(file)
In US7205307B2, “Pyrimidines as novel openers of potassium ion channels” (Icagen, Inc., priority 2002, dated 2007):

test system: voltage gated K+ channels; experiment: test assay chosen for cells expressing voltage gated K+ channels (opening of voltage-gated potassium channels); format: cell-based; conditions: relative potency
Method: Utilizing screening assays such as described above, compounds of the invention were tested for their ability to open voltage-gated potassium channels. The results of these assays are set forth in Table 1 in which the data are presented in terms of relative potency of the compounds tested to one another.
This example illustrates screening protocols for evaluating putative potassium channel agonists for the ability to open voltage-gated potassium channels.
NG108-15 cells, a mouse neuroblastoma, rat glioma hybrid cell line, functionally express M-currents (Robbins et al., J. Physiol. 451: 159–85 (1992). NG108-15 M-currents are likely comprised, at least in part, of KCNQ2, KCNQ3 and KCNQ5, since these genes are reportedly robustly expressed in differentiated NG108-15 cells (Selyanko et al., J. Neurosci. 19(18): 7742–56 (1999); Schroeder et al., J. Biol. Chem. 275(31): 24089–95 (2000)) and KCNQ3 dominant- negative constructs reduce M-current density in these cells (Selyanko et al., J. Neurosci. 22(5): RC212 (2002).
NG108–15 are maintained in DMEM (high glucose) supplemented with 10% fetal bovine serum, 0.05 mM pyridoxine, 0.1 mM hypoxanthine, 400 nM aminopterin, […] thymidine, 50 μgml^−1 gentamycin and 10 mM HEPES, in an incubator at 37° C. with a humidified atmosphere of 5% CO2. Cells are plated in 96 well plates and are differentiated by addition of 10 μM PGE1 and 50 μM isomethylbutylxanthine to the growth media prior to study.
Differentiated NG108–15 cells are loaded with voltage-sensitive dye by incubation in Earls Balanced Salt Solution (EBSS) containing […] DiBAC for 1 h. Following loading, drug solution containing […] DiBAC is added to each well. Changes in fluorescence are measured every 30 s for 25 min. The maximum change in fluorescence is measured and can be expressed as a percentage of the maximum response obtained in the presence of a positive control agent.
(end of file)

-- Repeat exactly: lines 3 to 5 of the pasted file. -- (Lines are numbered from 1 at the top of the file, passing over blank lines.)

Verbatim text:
Method: Utilizing screening assays such as described above, compounds of the invention were tested for their ability to open voltage-gated potassium channels. The results of these assays are set forth in Table 1 in which the data are presented in terms of relative potency of the compounds tested to one another.
This example illustrates screening protocols for evaluating putative potassium channel agonists for the ability to open voltage-gated potassium channels.
NG108-15 cells, a mouse neuroblastoma, rat glioma hybrid cell line, functionally express M-currents (Robbins et al., J. Physiol. 451: 159–85 (1992). NG108-15 M-currents are likely comprised, at least in part, of KCNQ2, KCNQ3 and KCNQ5, since these genes are reportedly robustly expressed in differentiated NG108-15 cells (Selyanko et al., J. Neurosci. 19(18): 7742–56 (1999); Schroeder et al., J. Biol. Chem. 275(31): 24089–95 (2000)) and KCNQ3 dominant- negative constructs reduce M-current density in these cells (Selyanko et al., J. Neurosci. 22(5): RC212 (2002).